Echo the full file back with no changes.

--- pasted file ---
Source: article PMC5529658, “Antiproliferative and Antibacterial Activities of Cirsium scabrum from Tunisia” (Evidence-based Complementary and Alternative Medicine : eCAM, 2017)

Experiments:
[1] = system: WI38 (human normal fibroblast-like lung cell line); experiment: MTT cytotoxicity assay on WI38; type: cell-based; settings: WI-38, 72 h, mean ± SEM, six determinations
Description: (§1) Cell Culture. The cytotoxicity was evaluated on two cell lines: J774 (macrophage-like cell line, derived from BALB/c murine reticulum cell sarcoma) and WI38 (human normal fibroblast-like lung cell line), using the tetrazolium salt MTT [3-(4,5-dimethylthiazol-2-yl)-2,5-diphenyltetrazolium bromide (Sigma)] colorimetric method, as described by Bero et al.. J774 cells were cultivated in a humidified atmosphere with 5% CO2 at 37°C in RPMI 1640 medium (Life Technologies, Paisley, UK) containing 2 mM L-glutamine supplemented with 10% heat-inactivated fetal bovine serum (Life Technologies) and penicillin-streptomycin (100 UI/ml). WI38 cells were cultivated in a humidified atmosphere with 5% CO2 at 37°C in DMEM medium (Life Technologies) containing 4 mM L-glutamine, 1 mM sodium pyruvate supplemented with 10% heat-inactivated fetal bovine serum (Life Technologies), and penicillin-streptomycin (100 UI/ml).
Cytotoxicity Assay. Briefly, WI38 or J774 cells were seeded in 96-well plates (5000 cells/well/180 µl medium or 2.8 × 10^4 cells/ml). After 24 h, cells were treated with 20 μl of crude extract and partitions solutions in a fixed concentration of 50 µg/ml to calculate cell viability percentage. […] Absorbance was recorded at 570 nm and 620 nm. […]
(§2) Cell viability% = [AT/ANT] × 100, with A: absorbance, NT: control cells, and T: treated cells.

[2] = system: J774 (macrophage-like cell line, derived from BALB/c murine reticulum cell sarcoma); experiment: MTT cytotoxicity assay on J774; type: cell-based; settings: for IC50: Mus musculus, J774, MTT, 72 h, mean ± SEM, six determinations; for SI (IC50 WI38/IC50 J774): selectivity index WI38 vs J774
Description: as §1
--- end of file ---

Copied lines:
Source: article PMC5529658, “Antiproliferative and Antibacterial Activities of Cirsium scabrum from Tunisia” (Evidence-based Complementary and Alternative Medicine : eCAM, 2017)

Experiments:
[1] = system: WI38 (human normal fibroblast-like lung cell line); experiment: MTT cytotoxicity assay on WI38; type: cell-based; settings: WI-38, 72 h, mean ± SEM, six determinations
Description: (§1) Cell Culture. The cytotoxicity was evaluated on two cell lines: J774 (macrophage-like cell line, derived from BALB/c murine reticulum cell sarcoma) and WI38 (human normal fibroblast-like lung cell line), using the tetrazolium salt MTT [3-(4,5-dimethylthiazol-2-yl)-2,5-diphenyltetrazolium bromide (Sigma)] colorimetric method, as described by Bero et al.. J774 cells were cultivated in a humidified atmosphere with 5% CO2 at 37°C in RPMI 1640 medium (Life Technologies, Paisley, UK) containing 2 mM L-glutamine supplemented with 10% heat-inactivated fetal bovine serum (Life Technologies) and penicillin-streptomycin (100 UI/ml). WI38 cells were cultivated in a humidified atmosphere with 5% CO2 at 37°C in DMEM medium (Life Technologies) containing 4 mM L-glutamine, 1 mM sodium pyruvate supplemented with 10% heat-inactivated fetal bovine serum (Life Technologies), and penicillin-streptomycin (100 UI/ml).
Cytotoxicity Assay. Briefly, WI38 or J774 cells were seeded in 96-well plates (5000 cells/well/180 µl medium or 2.8 × 10^4 cells/ml). After 24 h, cells were treated with 20 μl of crude extract and partitions solutions in a fixed concentration of 50 µg/ml to calculate cell viability percentage. […] Absorbance was recorded at 570 nm and 620 nm. […]
(§2) Cell viability% = [AT/ANT] × 100, with A: absorbance, NT: control cells, and T: treated cells.

[2] = system: J774 (macrophage-like cell line, derived from BALB/c murine reticulum cell sarcoma); experiment: MTT cytotoxicity assay on J774; type: cell-based; settings: for IC50: Mus musculus, J774, MTT, 72 h, mean ± SEM, six determinations; for SI (IC50 WI38/IC50 J774): selectivity index WI38 vs J774
Description: as §1